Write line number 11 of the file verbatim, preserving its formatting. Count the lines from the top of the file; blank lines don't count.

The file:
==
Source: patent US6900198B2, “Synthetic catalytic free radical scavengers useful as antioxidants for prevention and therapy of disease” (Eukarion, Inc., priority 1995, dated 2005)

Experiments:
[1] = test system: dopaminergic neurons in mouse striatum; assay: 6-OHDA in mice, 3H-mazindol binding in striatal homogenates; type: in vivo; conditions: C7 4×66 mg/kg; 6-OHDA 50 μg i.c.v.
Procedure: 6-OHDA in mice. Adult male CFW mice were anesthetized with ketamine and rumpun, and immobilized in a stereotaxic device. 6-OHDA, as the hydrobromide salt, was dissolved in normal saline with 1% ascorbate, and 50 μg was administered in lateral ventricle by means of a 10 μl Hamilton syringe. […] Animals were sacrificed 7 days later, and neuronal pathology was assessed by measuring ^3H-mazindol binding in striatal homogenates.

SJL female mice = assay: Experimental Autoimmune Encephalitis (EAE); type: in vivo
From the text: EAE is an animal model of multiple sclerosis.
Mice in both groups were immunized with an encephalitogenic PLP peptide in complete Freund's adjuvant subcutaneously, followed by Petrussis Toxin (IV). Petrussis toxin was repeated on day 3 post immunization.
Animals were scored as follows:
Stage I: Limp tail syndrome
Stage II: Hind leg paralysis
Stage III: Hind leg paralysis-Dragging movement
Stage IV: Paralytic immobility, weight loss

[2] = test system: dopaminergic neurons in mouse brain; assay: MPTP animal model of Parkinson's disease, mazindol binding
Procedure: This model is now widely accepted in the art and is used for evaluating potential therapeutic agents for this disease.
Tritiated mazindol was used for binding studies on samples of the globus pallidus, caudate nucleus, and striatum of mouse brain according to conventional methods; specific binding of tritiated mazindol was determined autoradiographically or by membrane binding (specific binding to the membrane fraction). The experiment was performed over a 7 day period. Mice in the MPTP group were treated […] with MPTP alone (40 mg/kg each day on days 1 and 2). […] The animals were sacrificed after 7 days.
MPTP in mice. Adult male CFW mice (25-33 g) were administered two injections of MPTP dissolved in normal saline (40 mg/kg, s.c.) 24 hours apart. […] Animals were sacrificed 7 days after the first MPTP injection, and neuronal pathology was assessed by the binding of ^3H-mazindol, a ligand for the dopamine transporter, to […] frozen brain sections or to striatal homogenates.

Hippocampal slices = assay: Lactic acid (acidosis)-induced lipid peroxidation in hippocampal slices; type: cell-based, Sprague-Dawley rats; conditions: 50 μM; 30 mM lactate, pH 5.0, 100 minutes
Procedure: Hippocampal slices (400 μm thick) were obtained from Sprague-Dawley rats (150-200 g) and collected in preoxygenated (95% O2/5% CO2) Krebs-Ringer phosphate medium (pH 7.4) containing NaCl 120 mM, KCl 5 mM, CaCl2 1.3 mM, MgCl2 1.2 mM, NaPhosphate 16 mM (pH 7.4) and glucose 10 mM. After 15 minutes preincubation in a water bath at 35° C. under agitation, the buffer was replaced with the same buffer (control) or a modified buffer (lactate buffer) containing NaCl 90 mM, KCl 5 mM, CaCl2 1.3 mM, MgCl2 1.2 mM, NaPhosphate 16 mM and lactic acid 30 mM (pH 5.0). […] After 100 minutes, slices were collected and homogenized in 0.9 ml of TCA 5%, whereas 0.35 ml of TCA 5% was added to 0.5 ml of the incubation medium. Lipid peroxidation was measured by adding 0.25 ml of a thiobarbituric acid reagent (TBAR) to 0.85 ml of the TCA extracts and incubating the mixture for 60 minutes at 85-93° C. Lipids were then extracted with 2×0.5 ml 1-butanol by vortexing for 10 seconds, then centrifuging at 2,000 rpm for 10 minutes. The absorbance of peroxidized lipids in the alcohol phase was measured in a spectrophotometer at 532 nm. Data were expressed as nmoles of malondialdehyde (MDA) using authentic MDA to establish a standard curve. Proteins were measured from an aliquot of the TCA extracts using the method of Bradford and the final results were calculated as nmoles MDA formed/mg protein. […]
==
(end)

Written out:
Stage III: Hind leg paralysis-Dragging movement